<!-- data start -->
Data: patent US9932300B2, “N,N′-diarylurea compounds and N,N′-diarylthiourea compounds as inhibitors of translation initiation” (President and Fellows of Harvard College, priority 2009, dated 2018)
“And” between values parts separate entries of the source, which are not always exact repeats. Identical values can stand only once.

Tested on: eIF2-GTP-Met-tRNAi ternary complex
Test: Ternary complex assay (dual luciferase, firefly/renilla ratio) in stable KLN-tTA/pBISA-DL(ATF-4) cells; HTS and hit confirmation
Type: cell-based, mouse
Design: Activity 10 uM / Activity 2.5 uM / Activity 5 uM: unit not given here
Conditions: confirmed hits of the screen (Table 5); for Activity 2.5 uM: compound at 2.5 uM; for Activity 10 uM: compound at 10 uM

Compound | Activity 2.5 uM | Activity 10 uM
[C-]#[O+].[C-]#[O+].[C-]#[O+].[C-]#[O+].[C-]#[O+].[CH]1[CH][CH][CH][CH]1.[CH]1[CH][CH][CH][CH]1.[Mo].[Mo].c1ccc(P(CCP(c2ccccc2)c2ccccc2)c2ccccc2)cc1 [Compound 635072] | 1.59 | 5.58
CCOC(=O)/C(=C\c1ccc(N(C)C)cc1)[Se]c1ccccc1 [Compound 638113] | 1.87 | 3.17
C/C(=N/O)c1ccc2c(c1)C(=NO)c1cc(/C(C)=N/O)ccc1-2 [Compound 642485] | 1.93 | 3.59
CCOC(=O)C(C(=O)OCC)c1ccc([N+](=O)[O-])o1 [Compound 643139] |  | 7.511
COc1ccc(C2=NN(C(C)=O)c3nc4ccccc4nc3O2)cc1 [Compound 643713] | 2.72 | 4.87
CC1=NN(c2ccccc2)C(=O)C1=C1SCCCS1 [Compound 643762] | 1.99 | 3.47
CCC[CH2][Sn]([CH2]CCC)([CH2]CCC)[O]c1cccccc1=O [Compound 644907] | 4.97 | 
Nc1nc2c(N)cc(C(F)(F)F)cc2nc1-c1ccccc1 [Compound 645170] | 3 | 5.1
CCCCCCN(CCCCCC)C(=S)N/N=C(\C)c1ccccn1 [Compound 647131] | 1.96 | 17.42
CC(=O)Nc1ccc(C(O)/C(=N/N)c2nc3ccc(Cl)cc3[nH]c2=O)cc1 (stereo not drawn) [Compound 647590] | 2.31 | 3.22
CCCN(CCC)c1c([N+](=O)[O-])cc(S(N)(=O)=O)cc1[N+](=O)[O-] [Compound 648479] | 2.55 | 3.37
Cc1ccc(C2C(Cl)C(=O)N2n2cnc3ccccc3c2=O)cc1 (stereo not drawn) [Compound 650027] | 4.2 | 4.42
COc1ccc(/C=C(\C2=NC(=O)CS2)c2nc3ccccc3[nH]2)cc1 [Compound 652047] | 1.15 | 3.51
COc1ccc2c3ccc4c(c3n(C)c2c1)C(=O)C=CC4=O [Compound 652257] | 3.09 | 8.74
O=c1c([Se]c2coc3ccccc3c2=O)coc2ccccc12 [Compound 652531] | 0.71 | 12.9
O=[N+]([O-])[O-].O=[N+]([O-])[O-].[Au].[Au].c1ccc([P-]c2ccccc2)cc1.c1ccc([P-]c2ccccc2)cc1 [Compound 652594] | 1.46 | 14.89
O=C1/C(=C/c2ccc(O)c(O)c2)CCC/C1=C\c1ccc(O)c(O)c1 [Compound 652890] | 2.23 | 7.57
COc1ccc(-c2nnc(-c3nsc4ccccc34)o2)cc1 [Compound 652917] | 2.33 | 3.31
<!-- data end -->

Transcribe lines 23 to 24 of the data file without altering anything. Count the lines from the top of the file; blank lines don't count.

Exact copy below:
O=c1c([Se]c2coc3ccccc3c2=O)coc2ccccc12 [Compound 652531] | 0.71 | 12.9
O=[N+]([O-])[O-].O=[N+]([O-])[O-].[Au].[Au].c1ccc([P-]c2ccccc2)cc1.c1ccc([P-]c2ccccc2)cc1 [Compound 652594] | 1.46 | 14.89